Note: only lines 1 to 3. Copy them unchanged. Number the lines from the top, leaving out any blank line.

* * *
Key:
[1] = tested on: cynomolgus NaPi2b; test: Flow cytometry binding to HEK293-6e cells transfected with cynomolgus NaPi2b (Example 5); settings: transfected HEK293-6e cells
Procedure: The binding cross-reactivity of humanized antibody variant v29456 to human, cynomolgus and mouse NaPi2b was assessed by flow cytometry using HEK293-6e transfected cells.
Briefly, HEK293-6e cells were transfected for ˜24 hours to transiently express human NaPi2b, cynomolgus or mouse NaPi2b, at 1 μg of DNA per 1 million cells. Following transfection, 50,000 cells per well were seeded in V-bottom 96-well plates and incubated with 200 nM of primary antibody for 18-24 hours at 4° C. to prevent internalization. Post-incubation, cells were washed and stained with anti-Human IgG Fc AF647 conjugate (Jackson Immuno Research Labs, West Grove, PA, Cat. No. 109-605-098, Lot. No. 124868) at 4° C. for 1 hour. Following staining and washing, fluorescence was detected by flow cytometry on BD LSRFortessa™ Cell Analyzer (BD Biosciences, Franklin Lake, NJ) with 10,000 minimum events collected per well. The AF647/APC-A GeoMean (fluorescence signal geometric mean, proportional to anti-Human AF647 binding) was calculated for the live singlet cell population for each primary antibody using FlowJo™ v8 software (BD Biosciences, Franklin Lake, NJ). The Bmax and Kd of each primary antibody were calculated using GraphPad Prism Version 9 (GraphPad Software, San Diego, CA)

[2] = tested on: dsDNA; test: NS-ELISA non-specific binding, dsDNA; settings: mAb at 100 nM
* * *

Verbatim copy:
Key:
[1] = tested on: cynomolgus NaPi2b; test: Flow cytometry binding to HEK293-6e cells transfected with cynomolgus NaPi2b (Example 5); settings: transfected HEK293-6e cells
Procedure: The binding cross-reactivity of humanized antibody variant v29456 to human, cynomolgus and mouse NaPi2b was assessed by flow cytometry using HEK293-6e transfected cells.